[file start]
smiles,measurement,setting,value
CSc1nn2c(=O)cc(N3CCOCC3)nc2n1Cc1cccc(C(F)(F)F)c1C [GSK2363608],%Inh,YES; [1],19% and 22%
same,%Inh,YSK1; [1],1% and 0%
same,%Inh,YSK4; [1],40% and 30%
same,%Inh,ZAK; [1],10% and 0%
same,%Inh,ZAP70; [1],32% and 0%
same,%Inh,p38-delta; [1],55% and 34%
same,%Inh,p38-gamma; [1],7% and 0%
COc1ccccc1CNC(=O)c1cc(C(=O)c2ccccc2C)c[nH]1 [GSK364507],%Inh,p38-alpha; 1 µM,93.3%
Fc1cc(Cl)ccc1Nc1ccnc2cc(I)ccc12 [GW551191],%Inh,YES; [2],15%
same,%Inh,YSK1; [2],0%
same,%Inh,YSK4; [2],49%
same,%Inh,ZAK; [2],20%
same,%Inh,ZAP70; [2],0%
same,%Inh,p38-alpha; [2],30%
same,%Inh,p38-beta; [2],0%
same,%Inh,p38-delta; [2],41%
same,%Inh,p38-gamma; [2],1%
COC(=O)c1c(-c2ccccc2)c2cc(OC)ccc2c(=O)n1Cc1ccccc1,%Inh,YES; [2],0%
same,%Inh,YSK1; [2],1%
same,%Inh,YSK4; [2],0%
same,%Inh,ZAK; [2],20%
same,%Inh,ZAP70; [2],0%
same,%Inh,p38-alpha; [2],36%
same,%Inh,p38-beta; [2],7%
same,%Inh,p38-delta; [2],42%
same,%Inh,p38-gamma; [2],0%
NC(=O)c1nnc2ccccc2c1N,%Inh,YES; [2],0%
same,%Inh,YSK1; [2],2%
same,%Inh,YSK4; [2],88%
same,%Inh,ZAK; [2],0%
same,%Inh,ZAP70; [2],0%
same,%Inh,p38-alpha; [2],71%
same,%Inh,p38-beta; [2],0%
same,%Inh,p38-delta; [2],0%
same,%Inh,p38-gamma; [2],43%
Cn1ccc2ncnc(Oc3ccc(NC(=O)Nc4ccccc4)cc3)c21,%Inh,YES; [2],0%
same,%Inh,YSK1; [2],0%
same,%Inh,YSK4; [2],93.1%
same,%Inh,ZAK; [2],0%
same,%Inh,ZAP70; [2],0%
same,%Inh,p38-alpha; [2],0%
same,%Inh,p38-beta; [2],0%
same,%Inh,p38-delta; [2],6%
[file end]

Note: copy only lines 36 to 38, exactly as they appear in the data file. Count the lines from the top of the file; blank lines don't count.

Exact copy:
same,%Inh,p38-gamma; [2],43%
Cn1ccc2ncnc(Oc3ccc(NC(=O)Nc4ccccc4)cc3)c21,%Inh,YES; [2],0%
same,%Inh,YSK1; [2],0%